Rep. Tulsi Gabbard, D-Hawaii, announced Wednesday that she has returned to Washington, D.C., after a weeklong “fact-finding” trip to Syria and Lebanon.
Interested in Syria?Add Syria as an interest to stay up to date on the latest Syria news, video, and analysis from ABC News.
Gabbard’s office said in a press release that the Army veteran met specifically with Syrian President Bashar al-Assad during her trip, as well as Lebanon’s newly elected President Michel Aoun and Prime Minister Saad Hariri, the U.S. ambassador to Lebanon, nonprofit workers and clergy.
“Originally, I had no intention of meeting with Assad, but when given the opportunity, I felt it was important to take it. I think we should be ready to meet with anyone if there’s a chance it can help bring about an end to this war, which is causing the Syrian people so much suffering,” Gabbard said in a statement.
Her office provided photos and video of the congresswomen on her trip, but none of the alleged meeting with Assad.
During his tenure, President Barack Obama repeatedly called for Assad to step down, and his administration established a modest program to train and aid rebel groups fighting against him. Obama argued that Assad had lost all political legitimacy and was viewed by his citizens as a brutal dictator.
Gabbard, on the other hand, consistently criticized Obama for these policies and accused him and former Secretary of State Hillary Clinton of an “interventionist” foreign policy agenda.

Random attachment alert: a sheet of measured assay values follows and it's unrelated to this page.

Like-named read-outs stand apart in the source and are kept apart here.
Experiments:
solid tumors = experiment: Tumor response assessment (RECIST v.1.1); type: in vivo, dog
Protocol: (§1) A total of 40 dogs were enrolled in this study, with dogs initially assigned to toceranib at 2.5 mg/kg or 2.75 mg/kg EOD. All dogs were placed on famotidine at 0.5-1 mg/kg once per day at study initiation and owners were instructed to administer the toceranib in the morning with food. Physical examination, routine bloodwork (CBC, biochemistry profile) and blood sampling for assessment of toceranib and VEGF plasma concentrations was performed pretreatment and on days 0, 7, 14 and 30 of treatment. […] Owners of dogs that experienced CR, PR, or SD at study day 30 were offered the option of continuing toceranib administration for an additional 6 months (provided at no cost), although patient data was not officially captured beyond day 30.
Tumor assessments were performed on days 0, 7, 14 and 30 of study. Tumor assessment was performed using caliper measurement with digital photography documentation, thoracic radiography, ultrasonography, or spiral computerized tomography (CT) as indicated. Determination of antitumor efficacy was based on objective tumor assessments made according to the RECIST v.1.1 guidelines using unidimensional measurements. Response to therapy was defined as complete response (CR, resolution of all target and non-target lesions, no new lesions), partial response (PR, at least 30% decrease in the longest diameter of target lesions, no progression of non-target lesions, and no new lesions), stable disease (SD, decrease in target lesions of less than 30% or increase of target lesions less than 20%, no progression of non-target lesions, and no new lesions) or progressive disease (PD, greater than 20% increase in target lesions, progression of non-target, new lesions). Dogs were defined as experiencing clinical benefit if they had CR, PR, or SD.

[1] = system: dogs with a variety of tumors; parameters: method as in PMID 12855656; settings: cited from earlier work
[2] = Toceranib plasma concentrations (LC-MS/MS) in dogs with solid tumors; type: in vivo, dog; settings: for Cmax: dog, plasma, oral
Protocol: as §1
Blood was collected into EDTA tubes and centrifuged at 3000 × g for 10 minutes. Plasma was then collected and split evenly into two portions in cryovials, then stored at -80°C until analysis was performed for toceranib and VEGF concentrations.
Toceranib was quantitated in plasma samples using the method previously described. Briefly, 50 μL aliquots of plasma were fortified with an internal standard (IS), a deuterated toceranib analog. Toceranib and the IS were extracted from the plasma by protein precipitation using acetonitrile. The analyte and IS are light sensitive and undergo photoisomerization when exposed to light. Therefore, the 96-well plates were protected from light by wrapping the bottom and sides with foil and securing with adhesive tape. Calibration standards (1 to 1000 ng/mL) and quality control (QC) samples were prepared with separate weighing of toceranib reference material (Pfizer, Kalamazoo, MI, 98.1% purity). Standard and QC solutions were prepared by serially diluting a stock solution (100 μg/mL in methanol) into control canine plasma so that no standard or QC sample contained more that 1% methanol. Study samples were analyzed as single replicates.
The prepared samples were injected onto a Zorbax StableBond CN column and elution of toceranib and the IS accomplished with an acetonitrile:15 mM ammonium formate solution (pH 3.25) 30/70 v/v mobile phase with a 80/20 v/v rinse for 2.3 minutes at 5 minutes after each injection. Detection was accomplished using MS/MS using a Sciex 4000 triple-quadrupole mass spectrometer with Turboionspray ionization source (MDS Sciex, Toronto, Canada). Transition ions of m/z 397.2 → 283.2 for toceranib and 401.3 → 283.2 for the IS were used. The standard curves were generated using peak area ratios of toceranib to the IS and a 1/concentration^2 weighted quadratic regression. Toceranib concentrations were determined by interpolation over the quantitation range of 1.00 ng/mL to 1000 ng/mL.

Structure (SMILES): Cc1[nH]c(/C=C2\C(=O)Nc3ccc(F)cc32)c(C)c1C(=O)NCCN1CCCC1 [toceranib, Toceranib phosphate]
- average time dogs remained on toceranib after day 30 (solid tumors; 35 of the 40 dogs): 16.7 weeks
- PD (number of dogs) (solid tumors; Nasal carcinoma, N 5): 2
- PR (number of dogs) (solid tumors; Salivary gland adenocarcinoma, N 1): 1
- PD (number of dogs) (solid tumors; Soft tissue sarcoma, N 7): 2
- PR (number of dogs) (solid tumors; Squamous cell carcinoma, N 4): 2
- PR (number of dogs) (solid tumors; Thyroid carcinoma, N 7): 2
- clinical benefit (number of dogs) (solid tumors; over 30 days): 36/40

She said Wednesday that her trip further convinced her that the U.S. should stop aiding any rebels fighting against Assad in the war-torn country. She called the rebel groups “terrorists.”
“The U.S. must stop supporting terrorists who are destroying Syria and her people. The U.S. and other countries fueling this war must stop immediately. We must allow the Syrian people to try to recover from this terrible war," she said in her statement.
“We must end our war to overthrow the Syrian government and focus our attention on defeating al-Qaeda and ISIS,” her statement continued.
Several international, peace and rescue organizations estimate that over 400,000 people have been killed since the civil war in Syria began over five-and-a-half years ago and have accused the Assad’s regime of purposefully targeting and even gassing his own citizens.
President Donald Trump met with Gabbard to discuss foreign policy back in December and has said in the past that he would likely end any U.S. effort to back any opposition fighters in the country.